Are there things I would change? Yes. The religiosity is ridiculous. The teen pregnancy rate is alarming. Not one child from my daughter’s school district in NY delivered a baby in high school. In Texas, 23 of her classmates had babies. Of course, this is conjecture, but even if you corrected for abortion, the difference is palpable, especially in light of the fact that my daughter’s peers in NY were from Irish and Italian families almost exclusively. The amount of children lost to MVAs in TX is also unprecedented. Racism. It exists here, but it is hidden. In NY, neighbors would use the N word continually, ridiculously. I have never heard it here, although, we were in a snowy field once that became muddy after sustained ATV use. They built a muddy snowman, called it a certain President’s name, put a rope around it’s neck, and pulled it along I quickly collected my son and had a teaching moment.

    By the way, they do teach proper Science in this district, despite the objections of the, “Bless your heart” crowd.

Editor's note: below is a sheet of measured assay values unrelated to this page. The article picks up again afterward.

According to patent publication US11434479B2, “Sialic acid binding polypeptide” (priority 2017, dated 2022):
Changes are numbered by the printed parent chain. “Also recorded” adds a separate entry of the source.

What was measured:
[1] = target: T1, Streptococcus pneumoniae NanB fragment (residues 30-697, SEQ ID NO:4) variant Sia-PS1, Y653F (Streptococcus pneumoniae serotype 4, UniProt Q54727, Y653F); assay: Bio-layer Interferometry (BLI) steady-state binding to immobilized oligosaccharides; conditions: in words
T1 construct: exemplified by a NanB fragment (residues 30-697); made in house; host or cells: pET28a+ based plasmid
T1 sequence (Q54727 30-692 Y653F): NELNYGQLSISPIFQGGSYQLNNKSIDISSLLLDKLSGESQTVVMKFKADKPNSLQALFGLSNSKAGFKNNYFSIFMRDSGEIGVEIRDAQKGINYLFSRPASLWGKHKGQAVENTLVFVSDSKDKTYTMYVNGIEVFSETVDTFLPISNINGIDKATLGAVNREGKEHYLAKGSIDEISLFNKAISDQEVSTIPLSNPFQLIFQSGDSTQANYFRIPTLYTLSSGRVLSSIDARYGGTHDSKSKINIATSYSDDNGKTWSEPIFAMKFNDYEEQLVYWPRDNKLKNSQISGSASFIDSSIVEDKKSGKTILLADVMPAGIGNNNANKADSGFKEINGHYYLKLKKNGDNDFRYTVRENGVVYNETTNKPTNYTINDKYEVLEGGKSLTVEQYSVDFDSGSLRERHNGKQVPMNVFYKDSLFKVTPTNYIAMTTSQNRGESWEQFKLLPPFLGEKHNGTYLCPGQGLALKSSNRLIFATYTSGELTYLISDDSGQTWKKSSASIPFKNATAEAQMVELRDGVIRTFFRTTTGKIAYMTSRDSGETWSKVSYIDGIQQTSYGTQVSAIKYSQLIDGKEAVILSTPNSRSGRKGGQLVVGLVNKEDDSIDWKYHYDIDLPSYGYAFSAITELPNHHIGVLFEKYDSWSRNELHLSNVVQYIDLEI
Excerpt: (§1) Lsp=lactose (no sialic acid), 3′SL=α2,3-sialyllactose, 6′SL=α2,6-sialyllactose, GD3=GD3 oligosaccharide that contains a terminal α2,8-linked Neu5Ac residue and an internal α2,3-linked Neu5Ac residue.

I felt the Allen stadium was obscene. They are a huge district but do not approach our district academically in any manner. Will this give these morons pause? I doubt it. They’re still fighting the Civil War, an insurrection against the US government and calling themselves patriots in the same breath. White man think with forked brain.

    Thanks for the rant space. Texas is weird but they call Austin weird. Damn facts and their Liberal bias.

  47. Fred Durstin says

    I saw the post about theatre and music group and homophobia. In our district, in Middle School, children are given a choice of two electives. One must be orchestra, band, or chorus the other is one of the other of those options or theater/drama and technology. Interesting, no?

    Of course, a 6th grader committed suicide in January with a shotgun he got for Christmas. He was a victim of bullying and was given unfettered access to a firearm. He was a twin. He had an older sister. The gun fondlers are ridiculous.

    There is a bully in my son’s class. My son gets athletic ability, apparently, from the UPS man. They were playing at recess. He went for the basketball and knocked the bully down. The bully jumped up and began punching my son. He did hurt him, but my son did not hit him back. He is a better man than I am. The other boy was expelled. His divorced parents will have to pay for other arrangements. My son is a better man than I am.

  48. shoeguy says

    Football is the state religion in Texas so sixty million is really getting off cheap. Sixty million bucks wouldn’t build the average mega church or pay the preachers for a year.